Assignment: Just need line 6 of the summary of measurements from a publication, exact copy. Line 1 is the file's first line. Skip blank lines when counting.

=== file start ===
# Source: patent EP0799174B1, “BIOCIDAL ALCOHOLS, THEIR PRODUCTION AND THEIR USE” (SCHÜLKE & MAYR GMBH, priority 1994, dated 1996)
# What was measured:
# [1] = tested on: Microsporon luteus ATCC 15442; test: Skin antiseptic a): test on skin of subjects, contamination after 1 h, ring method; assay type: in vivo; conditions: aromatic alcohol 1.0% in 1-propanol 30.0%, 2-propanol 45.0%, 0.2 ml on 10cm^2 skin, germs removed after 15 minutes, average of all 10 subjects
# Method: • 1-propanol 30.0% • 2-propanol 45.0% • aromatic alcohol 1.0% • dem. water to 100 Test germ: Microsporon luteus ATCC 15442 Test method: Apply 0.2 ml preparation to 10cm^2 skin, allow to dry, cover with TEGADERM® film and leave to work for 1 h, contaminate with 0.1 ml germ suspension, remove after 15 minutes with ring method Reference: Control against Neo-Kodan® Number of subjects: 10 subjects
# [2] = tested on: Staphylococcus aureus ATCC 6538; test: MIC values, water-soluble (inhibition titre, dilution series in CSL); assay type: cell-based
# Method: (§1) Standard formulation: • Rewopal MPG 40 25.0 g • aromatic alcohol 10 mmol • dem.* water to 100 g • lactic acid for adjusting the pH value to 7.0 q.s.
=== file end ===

# Method: (§1) Standard formulation: • Rewopal MPG 40 25.0 g • aromatic alcohol 10 mmol • dem.* water to 100 g • lactic acid for adjusting the pH value to 7.0 q.s.